The delineation of the proposed no-discharge zone of the Chester River and its tributaries to the Chesapeake Bay will begin at 39°8′54.48″ N, 76°16′37.11″ W and extend down to 39°2′23.56″ N, 76°18′8.89″ W. From there it will continue east throughout any navigable waters including all tributaries and bays. Included within this zone are Lankford Bay, Corsica River, Southeast Creek, and many smaller tributaries.

The application identifies 19 stationary and four mobile cart pumpout stations located at 17 marinas or docks throughout the Chester River. Sixteen of the nineteen stationary units also have a method to empty portable toilets. The pumpout stations were funded through the Clean Vessel Act and Maryland Waterway Improvement Fund with grants administered by the Maryland Department of Natural Resources. Use of the pumpout stations incurs a fee of no Start Printed Page 68445more than $5.00 for the first 50 gallons of sewage pumped plus an additional 10 cents per gallon for every gallon above 50. All pumpouts comply with local and state sanitary permitting requirements. A list of the facilities, phone numbers, locations, and hours of operation can be found below.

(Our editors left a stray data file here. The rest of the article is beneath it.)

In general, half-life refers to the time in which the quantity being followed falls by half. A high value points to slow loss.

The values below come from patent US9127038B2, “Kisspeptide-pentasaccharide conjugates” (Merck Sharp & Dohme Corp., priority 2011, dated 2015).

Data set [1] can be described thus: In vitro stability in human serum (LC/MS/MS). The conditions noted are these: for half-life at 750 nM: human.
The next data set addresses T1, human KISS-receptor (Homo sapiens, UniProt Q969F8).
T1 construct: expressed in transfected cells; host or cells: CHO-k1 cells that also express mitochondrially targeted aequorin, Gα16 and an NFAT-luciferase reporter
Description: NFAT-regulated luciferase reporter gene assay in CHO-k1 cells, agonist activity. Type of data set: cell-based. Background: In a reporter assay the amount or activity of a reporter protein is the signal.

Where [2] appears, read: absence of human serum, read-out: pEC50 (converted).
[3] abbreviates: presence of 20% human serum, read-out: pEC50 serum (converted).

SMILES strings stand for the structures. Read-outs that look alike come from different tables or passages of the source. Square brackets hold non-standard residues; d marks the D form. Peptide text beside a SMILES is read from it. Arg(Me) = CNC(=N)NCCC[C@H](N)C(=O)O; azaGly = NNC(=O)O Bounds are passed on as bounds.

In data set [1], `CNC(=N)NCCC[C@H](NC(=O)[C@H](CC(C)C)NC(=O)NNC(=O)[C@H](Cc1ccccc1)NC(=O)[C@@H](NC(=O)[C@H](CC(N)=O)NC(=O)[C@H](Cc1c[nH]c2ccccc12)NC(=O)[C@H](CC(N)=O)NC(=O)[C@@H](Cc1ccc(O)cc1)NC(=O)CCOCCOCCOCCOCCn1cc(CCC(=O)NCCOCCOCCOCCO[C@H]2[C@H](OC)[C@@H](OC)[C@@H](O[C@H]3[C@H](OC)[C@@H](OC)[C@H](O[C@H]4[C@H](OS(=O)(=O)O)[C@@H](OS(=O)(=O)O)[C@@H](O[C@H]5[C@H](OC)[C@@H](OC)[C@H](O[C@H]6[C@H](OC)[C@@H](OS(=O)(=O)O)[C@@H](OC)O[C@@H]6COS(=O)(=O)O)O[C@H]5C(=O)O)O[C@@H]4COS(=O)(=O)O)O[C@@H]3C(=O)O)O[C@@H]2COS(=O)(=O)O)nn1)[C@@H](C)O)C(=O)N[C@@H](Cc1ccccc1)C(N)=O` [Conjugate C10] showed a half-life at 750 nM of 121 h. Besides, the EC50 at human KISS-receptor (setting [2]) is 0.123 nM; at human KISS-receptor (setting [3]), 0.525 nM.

List of Facilities With Pumpouts in the Proposed No-Discharge Zone

Pumpout facilityOperating hours in seasonMean low water depth (ft)Phone No.Address
Bayside Landing Park24-75410-778-260020927 Bayside Avenue, Rock Hall, MD 21661.
Castle Harbor Marina24-76410-643-5599301 Tackle Cir, Chester, MD 21619.
Chestertown Marina9:00-5:00 daily10410-778-0500207 S Water St, Chestertown, MD 21620.